Ian Ritchie | Ian Ritchie's SOHO Project

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Jazz: Contemporary Jazz Easy Listening: Lounge Moods: Featuring Saxophone
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Ian Ritchie's SOHO Project

by Ian Ritchie

The debut jazz album from Roger Water's saxophonist and the composer of the "Globetrekker" / "Lonely Planet" theme music. Accessible, groove based contemporary jazz featuring Ritchie's tenor and soprano saxophone playing.
Genre: Jazz: Contemporary Jazz
Release Date: 

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  Song Share Time Download
1. Soho Square
6:10 $0.70
2. Beak Street
9:31 $0.70
3. Moor Street
8:15 $0.70
4. Wardour Street
8:52 $0.70
5. Ramilles Place
6:19 $0.70
6. Dean Street
8:28 $0.70
7. Golden Square
9:49 $0.70
8. Goslett Yard
7:26 $0.70
9. Kingly Court
9:14 $0.70
Downloads are available as MP3-320 files.


Album Notes
Hitherto, Ian Ritchie has hidden his jazz light under a bushel of studio activity, producing, composing and doing session work for the likes of Aswad, the Beach Boys and Laurie Anderson; here, he leads a sparky but intense quartet through a selection of his own tunes, all dedicated to an area of Soho. Ritchie's themes are unfussy and immediately accessible, but come into their own as hospitable chord sequences for extended soloing both from his own tenor, a breathy, occasionally pleasantly fruity sound utilizing an emotive vibrato where needed and propelled by a sinewy energy, and from pianist Alex Hutton. The latter is a real find, capable of slow-building, intelligently worked solos that specialize in teasing rhythmic displacement and a cunning use of space, and often culminate in splashy but carefully controlled climaxes. The album's overall atmosphere is relaxed and wholly unpretentious, but the band's sound, whether spearheaded by Ritchie's engagingly bleary tenor or his more strident soprano, is confidently interactive, vigorous and punchy, propelled as it is by the unshowy but powerful rhythm section of bassist Tony Fry and drummer Vladimiro Carboni. Promising much for live performances, this is one of the most assured and listenable debut albums in recent years.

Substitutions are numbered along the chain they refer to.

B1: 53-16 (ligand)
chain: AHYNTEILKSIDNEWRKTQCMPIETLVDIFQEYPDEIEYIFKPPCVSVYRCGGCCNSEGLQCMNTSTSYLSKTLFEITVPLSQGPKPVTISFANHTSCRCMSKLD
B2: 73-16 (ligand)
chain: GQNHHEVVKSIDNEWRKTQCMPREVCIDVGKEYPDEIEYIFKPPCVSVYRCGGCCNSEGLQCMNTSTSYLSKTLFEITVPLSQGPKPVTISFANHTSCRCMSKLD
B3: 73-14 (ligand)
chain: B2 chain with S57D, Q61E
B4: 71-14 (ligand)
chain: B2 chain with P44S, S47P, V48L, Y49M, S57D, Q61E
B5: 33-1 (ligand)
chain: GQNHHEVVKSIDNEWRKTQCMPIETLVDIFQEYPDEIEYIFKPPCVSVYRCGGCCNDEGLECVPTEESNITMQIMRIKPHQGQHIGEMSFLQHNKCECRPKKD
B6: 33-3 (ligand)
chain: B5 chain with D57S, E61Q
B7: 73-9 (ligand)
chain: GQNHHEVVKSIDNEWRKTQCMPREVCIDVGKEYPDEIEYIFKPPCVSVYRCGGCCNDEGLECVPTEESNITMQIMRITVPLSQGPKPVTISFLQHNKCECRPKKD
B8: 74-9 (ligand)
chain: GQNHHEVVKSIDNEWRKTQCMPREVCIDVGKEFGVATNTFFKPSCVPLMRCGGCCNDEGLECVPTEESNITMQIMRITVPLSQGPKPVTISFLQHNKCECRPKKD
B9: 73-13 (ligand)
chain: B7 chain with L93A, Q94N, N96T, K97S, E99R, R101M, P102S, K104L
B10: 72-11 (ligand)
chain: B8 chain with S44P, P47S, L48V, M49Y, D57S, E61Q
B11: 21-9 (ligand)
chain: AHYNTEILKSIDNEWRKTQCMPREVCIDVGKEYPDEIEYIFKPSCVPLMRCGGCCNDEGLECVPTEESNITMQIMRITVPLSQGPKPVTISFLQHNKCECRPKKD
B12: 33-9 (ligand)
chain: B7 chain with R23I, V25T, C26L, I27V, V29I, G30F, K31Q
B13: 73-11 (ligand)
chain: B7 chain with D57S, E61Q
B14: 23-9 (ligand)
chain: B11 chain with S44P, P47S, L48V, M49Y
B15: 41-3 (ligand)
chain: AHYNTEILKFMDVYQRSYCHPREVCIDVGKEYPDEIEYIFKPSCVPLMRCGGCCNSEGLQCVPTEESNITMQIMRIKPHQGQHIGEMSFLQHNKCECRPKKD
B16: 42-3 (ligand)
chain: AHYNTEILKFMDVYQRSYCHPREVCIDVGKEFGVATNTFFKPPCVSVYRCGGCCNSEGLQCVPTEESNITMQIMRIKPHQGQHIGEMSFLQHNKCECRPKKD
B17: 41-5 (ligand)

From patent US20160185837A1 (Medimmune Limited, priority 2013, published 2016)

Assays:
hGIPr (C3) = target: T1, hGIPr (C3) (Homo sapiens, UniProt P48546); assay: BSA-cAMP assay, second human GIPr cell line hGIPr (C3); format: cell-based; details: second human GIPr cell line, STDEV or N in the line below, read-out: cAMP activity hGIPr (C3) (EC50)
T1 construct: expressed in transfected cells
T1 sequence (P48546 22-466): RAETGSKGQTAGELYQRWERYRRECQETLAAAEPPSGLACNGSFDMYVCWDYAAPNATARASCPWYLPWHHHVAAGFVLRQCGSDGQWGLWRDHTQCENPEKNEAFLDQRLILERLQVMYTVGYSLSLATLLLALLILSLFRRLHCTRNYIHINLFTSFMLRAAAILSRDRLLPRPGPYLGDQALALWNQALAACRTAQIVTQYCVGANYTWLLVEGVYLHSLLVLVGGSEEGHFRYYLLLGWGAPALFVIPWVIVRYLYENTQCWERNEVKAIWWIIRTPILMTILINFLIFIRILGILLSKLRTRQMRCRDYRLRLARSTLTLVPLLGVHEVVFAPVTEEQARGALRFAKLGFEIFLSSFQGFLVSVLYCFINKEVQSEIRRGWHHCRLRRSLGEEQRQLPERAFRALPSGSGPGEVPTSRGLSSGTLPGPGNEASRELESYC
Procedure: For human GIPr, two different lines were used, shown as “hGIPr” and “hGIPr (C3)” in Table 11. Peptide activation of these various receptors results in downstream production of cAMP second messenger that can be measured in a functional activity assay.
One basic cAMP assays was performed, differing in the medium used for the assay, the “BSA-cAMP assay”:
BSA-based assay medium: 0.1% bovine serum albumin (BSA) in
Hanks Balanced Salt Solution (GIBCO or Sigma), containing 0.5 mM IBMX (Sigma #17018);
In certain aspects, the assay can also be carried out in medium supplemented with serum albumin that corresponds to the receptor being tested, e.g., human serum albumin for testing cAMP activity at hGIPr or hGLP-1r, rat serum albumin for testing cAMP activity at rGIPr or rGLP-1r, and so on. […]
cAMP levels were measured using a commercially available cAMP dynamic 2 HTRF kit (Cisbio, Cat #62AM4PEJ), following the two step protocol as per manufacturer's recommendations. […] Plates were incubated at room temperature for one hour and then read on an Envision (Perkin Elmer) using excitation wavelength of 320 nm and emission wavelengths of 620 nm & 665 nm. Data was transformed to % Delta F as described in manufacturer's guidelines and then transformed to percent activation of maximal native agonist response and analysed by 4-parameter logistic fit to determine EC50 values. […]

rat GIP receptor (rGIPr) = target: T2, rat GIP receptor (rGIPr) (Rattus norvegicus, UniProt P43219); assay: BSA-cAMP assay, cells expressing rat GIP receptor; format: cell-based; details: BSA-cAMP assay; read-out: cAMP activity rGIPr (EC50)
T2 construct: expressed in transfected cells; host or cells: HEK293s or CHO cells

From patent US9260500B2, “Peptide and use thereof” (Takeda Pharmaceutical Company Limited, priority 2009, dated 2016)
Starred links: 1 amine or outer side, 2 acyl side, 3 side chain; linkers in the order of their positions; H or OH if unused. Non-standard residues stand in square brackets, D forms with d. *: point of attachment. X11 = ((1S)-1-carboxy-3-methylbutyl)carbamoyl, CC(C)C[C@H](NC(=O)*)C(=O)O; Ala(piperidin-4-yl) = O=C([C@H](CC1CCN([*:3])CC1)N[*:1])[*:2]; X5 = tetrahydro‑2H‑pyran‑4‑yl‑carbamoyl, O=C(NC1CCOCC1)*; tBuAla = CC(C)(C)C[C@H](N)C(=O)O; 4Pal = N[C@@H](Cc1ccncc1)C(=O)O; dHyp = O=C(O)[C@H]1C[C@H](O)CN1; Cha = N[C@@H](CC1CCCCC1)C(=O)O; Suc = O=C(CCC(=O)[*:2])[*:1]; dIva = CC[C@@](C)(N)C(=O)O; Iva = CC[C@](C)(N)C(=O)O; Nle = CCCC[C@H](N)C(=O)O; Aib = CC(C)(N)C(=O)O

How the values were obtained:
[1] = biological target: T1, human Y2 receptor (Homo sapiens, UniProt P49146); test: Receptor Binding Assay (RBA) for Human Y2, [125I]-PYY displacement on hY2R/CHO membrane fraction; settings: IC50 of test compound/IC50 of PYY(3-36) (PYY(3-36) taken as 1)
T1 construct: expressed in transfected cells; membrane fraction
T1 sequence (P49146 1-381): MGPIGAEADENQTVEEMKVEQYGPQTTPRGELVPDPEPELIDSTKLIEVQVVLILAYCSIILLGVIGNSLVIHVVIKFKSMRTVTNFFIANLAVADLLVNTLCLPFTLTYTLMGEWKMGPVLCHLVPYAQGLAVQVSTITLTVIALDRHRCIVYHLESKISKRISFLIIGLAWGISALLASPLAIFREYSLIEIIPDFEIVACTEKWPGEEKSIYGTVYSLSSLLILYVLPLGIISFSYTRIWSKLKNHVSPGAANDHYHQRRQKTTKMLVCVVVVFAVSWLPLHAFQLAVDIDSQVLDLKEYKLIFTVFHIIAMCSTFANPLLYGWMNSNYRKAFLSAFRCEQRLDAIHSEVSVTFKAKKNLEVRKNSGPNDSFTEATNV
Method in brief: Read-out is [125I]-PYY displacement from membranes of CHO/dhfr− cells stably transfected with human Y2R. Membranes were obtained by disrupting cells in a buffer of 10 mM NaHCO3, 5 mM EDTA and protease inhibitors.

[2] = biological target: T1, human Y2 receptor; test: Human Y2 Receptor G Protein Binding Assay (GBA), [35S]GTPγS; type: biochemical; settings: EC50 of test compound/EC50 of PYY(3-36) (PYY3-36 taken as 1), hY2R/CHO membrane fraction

Chris Parker. ( for the Vortex jazz magazine )



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